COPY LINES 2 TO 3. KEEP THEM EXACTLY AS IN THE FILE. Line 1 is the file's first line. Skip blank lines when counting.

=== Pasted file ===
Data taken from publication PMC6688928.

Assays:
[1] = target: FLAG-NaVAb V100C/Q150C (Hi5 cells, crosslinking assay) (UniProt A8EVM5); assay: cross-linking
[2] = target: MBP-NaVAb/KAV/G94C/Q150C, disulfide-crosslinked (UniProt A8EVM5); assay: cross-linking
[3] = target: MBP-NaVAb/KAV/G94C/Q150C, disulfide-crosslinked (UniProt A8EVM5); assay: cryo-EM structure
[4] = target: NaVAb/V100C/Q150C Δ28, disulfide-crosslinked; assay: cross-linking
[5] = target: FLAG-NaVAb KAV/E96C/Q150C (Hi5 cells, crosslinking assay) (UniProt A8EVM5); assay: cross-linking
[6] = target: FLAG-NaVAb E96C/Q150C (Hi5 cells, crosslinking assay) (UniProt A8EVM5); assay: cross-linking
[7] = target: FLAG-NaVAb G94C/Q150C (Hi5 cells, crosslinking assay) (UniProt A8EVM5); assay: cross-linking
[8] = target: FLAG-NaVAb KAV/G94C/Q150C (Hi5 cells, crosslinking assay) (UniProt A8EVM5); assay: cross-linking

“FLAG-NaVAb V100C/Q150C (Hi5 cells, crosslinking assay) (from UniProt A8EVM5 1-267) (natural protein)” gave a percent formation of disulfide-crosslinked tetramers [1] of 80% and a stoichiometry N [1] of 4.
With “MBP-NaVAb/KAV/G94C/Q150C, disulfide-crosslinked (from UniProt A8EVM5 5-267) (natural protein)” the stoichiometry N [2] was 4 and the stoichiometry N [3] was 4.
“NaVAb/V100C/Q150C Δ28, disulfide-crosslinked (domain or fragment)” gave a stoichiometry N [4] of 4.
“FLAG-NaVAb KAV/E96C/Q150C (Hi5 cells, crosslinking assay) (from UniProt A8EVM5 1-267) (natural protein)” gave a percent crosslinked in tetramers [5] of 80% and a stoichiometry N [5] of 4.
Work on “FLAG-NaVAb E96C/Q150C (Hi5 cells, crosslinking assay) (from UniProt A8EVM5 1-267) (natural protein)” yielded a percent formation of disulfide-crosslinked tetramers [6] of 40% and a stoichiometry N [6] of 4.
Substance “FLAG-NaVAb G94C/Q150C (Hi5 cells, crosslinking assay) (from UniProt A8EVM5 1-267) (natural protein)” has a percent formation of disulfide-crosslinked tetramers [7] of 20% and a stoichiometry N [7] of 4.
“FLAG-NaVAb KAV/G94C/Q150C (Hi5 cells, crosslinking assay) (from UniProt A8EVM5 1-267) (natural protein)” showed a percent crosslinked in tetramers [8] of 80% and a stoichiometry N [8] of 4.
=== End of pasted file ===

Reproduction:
Assays:
[1] = target: FLAG-NaVAb V100C/Q150C (Hi5 cells, crosslinking assay) (UniProt A8EVM5); assay: cross-linking